Bush often made this point on the campaign trail and I think the military resents the long-term missions they are apparently facing.

The most recent Army Times has an interesting poll that perhaps demonstrates this point. Here's the question:
Defense Secretary Donald Rumsfeld recently told Senators that the present high demand on the military is "very likely a spike." How do you feel?
About 1/4 of respondents said "he's right," while about 2/3 clicked "he's wrong." About 8% responded "I don't know."

These recent results are consistent with results reported in October 2003 by the Washington Post from a Stars and Stripes survey last fall:
A broad survey of U.S. troops in Iraq by a Pentagon-funded newspaper found that half of those questioned described their unit's morale as low and their training as insufficient, and said they do not plan to reenlist.

The survey, conducted by the Stars and Stripes newspaper, also recorded about a third of the respondents complaining that their mission lacks clear definition and characterizing the war in Iraq as of little or no value. Fully 40 percent said the jobs they were doing had little or nothing to do with their training.

The findings, drawn from 1,935 questionnaires presented to U.S. service members throughout Iraq, conflict with statements by military commanders and Bush administration officials that portray the deployed troops as high-spirited and generally well-prepared....

In the survey, 34 percent described their morale as low, compared with 27 percent who described it as high and 37 percent who said it was average; 49 percent described their unit's morale as low, while 16 percent called it high.
The Post story acknowledges that the survey was not scientific -- and I suppose it is possible that the respondents reflected the strongest voices of dissent. Those who distributed the "convenience" survey said it was meaningful and Pentagon sources are quoted saying that they take it seriously. The closing line of the story is quite telling -- experts are worried that reservists may decide not to reenlist at "historically high" rates.

Notes: Steven Metz of the Army War College quoted then-Secretary of Defense William J. Perry as telling Congress as early as 1994:
"We're an army, not a Salvation Army."
Apparently, this originally appeared in the NY Times, August 5, 1994.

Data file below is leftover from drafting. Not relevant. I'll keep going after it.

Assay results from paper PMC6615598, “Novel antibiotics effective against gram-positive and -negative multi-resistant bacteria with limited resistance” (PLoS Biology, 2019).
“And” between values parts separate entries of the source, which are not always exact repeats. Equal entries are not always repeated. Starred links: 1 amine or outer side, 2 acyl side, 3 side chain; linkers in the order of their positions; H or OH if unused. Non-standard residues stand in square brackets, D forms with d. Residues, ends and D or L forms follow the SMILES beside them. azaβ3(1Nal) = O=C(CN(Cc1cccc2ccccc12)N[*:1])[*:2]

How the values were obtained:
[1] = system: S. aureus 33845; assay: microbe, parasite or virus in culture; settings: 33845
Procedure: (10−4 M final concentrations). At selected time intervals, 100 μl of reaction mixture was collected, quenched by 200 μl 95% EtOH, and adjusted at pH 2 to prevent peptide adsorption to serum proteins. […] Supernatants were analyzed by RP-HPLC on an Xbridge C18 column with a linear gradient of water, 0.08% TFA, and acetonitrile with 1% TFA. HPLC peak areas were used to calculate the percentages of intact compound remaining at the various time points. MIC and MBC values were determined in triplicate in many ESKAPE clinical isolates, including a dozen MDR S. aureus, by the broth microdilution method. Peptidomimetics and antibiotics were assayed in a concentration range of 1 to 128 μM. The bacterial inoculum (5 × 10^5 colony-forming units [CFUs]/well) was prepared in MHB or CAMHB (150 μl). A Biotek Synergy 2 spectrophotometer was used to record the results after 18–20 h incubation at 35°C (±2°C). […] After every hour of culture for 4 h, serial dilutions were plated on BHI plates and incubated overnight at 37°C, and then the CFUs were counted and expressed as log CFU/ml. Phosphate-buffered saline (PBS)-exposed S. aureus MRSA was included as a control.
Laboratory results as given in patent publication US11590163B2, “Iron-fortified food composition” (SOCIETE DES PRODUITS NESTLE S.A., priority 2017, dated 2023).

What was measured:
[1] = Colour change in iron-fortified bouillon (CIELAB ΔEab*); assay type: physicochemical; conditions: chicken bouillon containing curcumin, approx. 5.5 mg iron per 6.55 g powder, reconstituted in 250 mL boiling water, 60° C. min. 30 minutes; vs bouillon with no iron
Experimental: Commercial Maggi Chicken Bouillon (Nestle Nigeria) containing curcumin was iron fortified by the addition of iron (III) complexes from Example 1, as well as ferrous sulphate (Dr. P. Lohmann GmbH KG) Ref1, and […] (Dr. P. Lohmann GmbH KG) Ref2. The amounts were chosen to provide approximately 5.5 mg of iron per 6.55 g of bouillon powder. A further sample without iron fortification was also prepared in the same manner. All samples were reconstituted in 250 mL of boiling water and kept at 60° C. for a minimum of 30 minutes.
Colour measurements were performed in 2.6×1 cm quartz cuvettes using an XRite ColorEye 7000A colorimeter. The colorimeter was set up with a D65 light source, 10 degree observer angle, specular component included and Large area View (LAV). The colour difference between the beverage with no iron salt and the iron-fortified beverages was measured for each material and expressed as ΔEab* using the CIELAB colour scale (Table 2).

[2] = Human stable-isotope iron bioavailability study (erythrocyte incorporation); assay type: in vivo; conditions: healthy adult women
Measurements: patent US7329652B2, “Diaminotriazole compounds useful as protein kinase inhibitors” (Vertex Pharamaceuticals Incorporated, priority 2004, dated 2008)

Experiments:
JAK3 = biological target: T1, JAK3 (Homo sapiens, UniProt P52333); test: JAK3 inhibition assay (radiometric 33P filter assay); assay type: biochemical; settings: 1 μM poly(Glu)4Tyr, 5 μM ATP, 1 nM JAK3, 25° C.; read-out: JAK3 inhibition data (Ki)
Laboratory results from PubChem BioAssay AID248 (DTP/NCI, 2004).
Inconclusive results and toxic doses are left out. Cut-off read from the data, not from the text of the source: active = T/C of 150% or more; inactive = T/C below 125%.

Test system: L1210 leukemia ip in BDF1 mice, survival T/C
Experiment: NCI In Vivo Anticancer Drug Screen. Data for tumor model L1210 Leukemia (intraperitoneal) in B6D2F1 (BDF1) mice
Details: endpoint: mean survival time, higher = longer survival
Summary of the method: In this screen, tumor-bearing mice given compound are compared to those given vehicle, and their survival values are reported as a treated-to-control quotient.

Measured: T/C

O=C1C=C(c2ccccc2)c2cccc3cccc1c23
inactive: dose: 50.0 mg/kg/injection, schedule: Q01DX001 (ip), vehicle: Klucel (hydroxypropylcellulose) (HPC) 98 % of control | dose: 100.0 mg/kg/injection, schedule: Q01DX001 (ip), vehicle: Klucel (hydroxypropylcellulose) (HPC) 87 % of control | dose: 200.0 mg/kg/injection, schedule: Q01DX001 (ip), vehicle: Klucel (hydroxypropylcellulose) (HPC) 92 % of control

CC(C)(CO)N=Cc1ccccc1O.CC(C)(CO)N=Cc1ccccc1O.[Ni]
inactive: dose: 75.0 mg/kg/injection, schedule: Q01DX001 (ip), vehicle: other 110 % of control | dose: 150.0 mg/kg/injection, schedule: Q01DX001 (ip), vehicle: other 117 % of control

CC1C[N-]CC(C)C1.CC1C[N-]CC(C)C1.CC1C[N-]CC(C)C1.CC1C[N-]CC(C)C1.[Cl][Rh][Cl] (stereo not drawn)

Second, I'm not sure how seriously we should take Bush's words from the 2000 debates campaign -- he seems to have abandoned a slew of foreign policy promises:
BUSH: Yes, I'm not so sure the role of the United States is to go around the world and say, "This is the way it's got to be. We can help." And maybe it's just our difference in government, the way we view government. I mean, I want to empower people, I don't -- you know, I want to help people help themselves, not have government tell people what to do.

I just don't think it's the role of the United States to walk into a country, say, "We do it this way, so should you."
The 2002 NSS isn't quite so humble:
In pursuit of our goals, our first imperative is to clarify what we stand for: the United States must defend liberty and justice because these principles are right and true for all people everywhere. No nation owns these aspirations, and no nation is exempt from them. Fathers and mothers in all societies want their children to be educated and to live free from poverty and violence. No people on earth yearn to be oppressed, aspire to servitude, or eagerly await the midnight knock of the secret police.

America must stand firmly for the nonnegotiable demands of human dignity: the rule of law; limits on the absolute power of the state; free speech; freedom of worship; equal justice; respect for women; religious and ethnic tolerance; and respect for private property.
Still, it's very doubtful that the US military has the boots or will for pushing American empire too far.